Economists still get a lot of flak for failing to predict the 2007-2009 recession. These criticisms are often misguided.
Nonetheless, there's an important sense in which forecasting models were badly mistaken — and probably remain so today.
Critics of forecasting tend to misunderstand its purpose. Forecasters know perfectly well that, in a random world, the one certainty is that their predictions will be wrong. If an economist says that she expects real gross domestic product to grow about 2 percent in 2017, she is really just providing something close to the midpoint of what she knows to be a wide range of possible outcomes. She is almost completely certain that growth will turn out to be higher or lower than 2 percent.
The goal, then, isn’t to predict exactly what will happen. The whole point of building (sometimes highly elaborate) forecasting models is to get a sense of the range of possible outcomes and assign probabilities to them. And it is here that the criticisms have a lot more bite, because the model-based probabilities have been highly inaccurate.
Let's go back to the fourth quarter 2007, when it was already abundantly clear that a global financial crisis was underway. More than half of the participants in the Survey of Professional Forecasters assigned a probability of zero to the decline in real GDP that actually took place in the coming calendar year.
The Federal Reserve fared no better. As of December 2007, its main economic model saw a less-than-5-percent chance that the unemployment rate would be above 6 percent in two years. The rate actually hit 10 percent, an event that the model would have said was close to impossible. I believe it would have assigned an even lower probability to where we’ve ended up today, with real GDP more than 10 percent below 2007 forecasts.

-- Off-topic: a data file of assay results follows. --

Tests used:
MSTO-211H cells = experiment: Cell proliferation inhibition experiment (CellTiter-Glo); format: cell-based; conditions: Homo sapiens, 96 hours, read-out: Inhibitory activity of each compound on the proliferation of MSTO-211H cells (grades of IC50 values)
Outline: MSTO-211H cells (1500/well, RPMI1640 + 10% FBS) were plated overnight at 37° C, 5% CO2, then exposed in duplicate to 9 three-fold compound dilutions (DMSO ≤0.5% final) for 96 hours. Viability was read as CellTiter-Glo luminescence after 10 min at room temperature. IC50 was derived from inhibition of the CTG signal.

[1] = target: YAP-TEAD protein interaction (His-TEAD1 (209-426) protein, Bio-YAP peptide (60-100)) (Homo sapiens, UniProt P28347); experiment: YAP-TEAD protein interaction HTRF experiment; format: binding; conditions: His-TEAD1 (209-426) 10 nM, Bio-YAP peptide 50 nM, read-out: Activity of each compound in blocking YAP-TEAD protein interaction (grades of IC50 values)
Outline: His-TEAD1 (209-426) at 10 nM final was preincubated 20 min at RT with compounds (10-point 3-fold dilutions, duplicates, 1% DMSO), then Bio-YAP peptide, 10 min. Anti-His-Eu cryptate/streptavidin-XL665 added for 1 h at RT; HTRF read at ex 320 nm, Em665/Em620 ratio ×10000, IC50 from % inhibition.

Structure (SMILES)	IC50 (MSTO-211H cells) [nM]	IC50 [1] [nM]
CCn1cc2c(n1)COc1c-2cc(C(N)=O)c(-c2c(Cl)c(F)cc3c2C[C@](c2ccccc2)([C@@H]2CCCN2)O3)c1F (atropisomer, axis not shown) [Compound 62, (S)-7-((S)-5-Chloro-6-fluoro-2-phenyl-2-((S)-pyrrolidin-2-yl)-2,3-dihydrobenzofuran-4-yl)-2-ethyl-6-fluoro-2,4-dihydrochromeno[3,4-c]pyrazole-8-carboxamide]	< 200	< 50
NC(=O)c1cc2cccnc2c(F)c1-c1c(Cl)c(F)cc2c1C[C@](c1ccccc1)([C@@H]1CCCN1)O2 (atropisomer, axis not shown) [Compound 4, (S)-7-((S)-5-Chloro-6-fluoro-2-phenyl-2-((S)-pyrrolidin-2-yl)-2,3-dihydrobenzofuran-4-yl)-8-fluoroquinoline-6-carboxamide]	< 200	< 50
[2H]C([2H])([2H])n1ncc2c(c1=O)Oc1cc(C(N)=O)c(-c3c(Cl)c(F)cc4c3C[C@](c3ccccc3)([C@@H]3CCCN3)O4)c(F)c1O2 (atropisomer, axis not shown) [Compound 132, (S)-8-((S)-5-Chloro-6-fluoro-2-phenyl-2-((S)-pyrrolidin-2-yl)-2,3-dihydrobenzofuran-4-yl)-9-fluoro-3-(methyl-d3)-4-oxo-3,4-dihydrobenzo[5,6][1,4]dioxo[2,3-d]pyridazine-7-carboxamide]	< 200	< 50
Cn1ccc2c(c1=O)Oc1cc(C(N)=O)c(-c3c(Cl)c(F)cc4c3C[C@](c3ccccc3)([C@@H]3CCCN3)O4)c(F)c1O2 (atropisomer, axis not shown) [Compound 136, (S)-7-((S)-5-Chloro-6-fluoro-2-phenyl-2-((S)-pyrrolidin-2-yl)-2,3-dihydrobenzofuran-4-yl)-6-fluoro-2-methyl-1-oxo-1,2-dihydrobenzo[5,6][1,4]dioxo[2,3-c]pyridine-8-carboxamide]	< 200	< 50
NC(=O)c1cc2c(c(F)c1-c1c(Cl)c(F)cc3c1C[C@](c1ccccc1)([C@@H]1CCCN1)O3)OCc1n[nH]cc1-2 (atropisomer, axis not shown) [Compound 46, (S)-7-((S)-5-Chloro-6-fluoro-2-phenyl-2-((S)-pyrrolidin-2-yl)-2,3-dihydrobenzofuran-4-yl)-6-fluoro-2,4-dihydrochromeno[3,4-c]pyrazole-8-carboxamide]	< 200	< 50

In other words, both private sector and Fed models viewed the events that unfolded over the next one, two and ten years as essentially impossible. My own sense is that the typical academic models were just as inaccurate. These kinds of errors suggest fundamental flaws in the way the models are built.
So have economists used the subsequent decade to address the problem? So far, I’ve seen little response from academics. The public documentation for the Fed's baseline model does not reflect any material change of this kind. As of May 2017, the average participant in the Survey of Professional Forecasters saw only a 1-in-200 chance that the unemployment rate would increase by 2 percentage points over the next eighteen months — a prediction that appears grounded in the same kind of risk modelling that was used in 2007.
How does this matter? Well the Fed's monetary policy aims in part to insure the economy against impending risks — a task that requires having some sense of how serious those risks might be. The central bank remains set on raising interest rates because it sees downside risks, such as a sharp decline in growth and hiring, as being relatively small. But there seem to be good reasons to worry that, just as in 2007, any model-based assessment of those risks is overly optimistic — and perhaps wildly so.
This column does not necessarily reflect the opinion of the editorial board or Bloomberg LP and its owners.
Narayana Kocherlakota is a Bloomberg View columnist. He is a professor of economics at the University of Rochester and was president of the Federal Reserve Bank of Minneapolis from 2009 to 2015.